Our first reading for this weekend is from the book of Job.   As I have mentioned previously, when the lectionary was put together, it was decided that the first reading and the Gospel each weekend would share a similar theme, while the second reading would usually be a continuous reading from one of the letters of Paul, Peter or John.    While it is difficult to discern the theme that links our first reading and Gospel for this weekend, I think it has to do with the idea that ultimately God alone is the source of our life and happiness.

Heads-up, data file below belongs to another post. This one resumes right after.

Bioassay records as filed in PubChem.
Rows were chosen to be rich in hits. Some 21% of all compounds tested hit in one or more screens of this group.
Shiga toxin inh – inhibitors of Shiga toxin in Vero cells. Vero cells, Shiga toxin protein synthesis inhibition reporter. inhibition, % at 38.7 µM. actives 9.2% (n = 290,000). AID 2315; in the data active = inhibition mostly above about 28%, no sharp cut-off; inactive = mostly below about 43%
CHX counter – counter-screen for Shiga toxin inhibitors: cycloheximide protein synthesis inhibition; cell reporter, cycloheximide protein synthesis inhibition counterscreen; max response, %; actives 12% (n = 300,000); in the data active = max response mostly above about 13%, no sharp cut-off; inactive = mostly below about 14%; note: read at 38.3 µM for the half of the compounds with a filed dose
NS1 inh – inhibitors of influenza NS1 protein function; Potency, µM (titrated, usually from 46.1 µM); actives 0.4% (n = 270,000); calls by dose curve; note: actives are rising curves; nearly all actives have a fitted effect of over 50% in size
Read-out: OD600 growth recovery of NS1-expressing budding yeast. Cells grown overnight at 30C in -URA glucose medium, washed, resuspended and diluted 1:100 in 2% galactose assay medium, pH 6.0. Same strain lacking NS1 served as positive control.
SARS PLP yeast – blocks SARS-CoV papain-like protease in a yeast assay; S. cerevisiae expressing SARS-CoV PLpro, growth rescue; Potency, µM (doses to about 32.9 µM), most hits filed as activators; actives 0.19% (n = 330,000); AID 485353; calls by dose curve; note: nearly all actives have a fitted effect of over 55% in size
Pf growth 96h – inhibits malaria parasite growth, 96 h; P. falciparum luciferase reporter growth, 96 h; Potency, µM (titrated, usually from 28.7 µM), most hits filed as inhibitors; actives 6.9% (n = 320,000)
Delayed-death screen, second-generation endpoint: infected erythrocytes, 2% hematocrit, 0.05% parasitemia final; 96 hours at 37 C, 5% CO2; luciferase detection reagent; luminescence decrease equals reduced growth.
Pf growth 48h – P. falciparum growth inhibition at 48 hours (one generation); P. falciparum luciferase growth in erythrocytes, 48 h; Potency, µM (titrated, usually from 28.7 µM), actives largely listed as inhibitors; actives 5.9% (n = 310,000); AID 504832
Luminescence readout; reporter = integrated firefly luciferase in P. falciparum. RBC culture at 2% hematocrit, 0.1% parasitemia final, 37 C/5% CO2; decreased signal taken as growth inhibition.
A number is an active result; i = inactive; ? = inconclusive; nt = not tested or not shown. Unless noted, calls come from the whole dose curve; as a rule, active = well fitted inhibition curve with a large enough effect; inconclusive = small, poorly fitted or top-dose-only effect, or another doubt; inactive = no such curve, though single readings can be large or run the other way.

In our second reading today we continue to read from Paul’s first letter to the Corinthians.  In this reading we Paul reminds the Corinthians that all he does he does for “the sake of the Gospel” so that he too might have a share in it.  

Questions for Reflection/Discussion:

  1. I used to find that the late afternoon was the best time for me to prayer.  The past few years, though, I have found that mornings work much better.   What is the best time for you to pray?   
  2. What helps your prayer, and what hinders you from praying as Jesus prayed?
  3. Paul talks about having an obligation to preach the Gospel.  Has there been a time when you felt an obligation to preach the Gospel or to give witness to it?  

 

For this Sunday’s readings click on the link below or copy and paste it into your browser.  http://www.usccb.org/bible/readings/012818.cfm